The solution is not easily apparent. The library has begun studying distributed and parallel computing programs, but it says they're too expensive. "To achieve a significant reduction of search time, however, would require an extensive infrastructure of hundreds if not thousands of servers. This is cost prohibitive and impractical for a public institution."
So what's the library to do? Big Data experts say there are a variety of options to consider. It would probably make the most sense for library officials to find a tool for storing the data, another for indexing it, and yet another to run queries against it, says Mark Phillips, director of community and developer evangelism at Basho, maker of Riak, an open source database tool with a simple, massively scalable key-value store.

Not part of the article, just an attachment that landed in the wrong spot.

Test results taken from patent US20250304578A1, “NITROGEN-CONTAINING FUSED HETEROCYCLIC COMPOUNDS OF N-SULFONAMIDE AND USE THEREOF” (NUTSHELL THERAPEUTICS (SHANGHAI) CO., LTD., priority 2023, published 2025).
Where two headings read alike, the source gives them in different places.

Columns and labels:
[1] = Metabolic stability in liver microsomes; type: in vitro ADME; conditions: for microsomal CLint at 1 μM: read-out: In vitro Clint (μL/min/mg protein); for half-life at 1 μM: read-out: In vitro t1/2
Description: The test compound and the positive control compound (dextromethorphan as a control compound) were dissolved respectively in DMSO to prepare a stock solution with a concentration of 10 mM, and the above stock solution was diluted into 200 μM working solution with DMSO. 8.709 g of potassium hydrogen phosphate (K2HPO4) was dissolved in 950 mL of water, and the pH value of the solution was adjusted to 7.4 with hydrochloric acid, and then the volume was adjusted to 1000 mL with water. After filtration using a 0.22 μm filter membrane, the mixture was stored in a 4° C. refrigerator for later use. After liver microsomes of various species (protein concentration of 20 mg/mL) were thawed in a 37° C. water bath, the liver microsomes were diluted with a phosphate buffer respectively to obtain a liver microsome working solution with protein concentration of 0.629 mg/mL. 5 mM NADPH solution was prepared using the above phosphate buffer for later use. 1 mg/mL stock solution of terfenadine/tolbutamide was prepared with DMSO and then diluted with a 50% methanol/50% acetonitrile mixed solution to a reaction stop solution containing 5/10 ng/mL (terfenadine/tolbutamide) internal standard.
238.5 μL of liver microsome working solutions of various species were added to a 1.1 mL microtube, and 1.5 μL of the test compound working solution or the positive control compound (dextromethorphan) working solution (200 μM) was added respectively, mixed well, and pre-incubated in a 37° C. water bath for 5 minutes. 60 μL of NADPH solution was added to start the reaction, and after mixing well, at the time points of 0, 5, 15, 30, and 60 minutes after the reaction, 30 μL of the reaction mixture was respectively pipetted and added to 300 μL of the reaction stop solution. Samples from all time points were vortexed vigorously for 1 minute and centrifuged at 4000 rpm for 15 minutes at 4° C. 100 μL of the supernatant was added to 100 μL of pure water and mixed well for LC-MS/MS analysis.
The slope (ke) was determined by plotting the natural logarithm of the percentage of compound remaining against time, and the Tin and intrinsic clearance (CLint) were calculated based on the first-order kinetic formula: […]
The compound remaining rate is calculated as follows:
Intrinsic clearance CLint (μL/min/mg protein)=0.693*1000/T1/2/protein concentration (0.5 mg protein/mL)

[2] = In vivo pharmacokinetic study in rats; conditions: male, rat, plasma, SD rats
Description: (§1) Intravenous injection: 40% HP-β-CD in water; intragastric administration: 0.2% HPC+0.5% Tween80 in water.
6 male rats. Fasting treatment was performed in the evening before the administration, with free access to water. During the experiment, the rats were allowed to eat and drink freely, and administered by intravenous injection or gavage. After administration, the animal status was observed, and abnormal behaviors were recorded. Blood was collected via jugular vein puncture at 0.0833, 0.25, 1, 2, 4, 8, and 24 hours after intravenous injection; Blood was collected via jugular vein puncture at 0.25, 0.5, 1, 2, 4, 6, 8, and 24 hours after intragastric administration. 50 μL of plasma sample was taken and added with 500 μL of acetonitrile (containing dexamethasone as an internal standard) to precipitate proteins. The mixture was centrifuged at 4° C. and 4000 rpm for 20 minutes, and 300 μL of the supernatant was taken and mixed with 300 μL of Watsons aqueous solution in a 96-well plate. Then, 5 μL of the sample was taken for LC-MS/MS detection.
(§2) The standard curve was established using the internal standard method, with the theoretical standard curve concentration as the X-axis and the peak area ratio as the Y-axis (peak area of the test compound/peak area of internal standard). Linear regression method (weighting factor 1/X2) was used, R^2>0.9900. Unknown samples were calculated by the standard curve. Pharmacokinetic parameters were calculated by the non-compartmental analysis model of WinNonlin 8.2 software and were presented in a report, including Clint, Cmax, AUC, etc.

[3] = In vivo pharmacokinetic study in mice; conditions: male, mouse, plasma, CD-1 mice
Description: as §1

Big Data management tools have turned into a robust industry with both proprietary and open source options available for different use cases and costs. One of the biggest questions Library of Congress officials will have to tackle is how hands-on they're willing to be in creating and managing the system. If the library wants to take an open source route, there are a variety of tools that can be used to create and manage databases - everything from a Hadoop cluster to a Greenplum database that specialises in high input/output read/write capabilities. Those can be combined with Apache Solar, which is an open source search tool. Open source provides a free way for developers to take the source code and construct a system based on commodity hardware, but also can take a lot of developer work on the back end. The library can also go the proprietary - and more expensive - route of using database software from the likes of Oracle or SAP.